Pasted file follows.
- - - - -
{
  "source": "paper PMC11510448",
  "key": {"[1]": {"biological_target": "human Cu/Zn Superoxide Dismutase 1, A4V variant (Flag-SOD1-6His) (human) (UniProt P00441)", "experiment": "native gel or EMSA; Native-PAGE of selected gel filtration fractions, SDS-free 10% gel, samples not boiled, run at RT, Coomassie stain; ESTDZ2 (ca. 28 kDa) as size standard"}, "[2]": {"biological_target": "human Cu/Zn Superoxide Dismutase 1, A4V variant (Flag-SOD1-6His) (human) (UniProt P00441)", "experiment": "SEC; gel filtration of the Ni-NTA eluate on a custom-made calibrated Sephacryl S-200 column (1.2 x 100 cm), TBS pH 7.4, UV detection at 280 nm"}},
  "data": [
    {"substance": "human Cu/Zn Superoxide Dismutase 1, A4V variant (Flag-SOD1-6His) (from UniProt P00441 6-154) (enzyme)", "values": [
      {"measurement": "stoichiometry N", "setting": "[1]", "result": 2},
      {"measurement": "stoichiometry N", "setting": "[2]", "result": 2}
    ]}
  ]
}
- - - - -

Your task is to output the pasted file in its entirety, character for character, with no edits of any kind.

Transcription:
{
  "source": "paper PMC11510448",
  "key": {"[1]": {"biological_target": "human Cu/Zn Superoxide Dismutase 1, A4V variant (Flag-SOD1-6His) (human) (UniProt P00441)", "experiment": "native gel or EMSA; Native-PAGE of selected gel filtration fractions, SDS-free 10% gel, samples not boiled, run at RT, Coomassie stain; ESTDZ2 (ca. 28 kDa) as size standard"}, "[2]": {"biological_target": "human Cu/Zn Superoxide Dismutase 1, A4V variant (Flag-SOD1-6His) (human) (UniProt P00441)", "experiment": "SEC; gel filtration of the Ni-NTA eluate on a custom-made calibrated Sephacryl S-200 column (1.2 x 100 cm), TBS pH 7.4, UV detection at 280 nm"}},
  "data": [
    {"substance": "human Cu/Zn Superoxide Dismutase 1, A4V variant (Flag-SOD1-6His) (from UniProt P00441 6-154) (enzyme)", "values": [
      {"measurement": "stoichiometry N", "setting": "[1]", "result": 2},
      {"measurement": "stoichiometry N", "setting": "[2]", "result": 2}
    ]}
  ]
}